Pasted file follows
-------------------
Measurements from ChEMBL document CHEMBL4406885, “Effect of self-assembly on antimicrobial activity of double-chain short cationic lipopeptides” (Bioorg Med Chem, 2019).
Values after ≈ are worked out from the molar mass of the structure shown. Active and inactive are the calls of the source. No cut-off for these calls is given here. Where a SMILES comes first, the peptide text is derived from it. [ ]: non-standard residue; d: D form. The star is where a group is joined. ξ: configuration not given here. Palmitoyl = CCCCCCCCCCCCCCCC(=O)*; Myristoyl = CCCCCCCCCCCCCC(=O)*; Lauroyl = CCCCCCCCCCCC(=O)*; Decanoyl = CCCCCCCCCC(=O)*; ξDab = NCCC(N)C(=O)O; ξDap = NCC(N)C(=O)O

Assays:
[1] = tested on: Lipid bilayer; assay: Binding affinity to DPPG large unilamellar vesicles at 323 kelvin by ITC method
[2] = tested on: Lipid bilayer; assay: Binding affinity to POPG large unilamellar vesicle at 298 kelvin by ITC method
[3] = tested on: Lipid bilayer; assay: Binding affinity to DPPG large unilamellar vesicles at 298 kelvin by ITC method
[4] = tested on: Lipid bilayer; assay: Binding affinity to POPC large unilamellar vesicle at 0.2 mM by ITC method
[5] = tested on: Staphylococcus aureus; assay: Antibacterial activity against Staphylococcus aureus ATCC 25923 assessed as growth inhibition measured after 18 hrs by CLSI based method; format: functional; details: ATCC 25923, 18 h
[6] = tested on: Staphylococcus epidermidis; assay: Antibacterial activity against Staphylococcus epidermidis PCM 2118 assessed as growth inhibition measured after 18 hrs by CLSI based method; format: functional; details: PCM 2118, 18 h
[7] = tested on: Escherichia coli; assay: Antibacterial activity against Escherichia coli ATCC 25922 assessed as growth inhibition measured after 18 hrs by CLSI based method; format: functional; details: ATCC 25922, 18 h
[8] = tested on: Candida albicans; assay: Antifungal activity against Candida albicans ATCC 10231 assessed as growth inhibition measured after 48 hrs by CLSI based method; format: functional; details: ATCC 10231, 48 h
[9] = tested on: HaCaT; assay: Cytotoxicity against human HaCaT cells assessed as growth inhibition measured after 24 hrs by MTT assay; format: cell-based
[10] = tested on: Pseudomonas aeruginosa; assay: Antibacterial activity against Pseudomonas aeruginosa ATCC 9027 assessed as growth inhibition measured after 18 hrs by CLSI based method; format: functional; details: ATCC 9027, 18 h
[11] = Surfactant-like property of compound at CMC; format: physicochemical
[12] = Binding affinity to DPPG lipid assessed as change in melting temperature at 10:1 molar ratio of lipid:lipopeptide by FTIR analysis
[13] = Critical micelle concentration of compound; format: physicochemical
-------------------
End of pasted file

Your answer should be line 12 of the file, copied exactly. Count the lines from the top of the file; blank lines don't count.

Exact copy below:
[9] = tested on: HaCaT; assay: Cytotoxicity against human HaCaT cells assessed as growth inhibition measured after 24 hrs by MTT assay; format: cell-based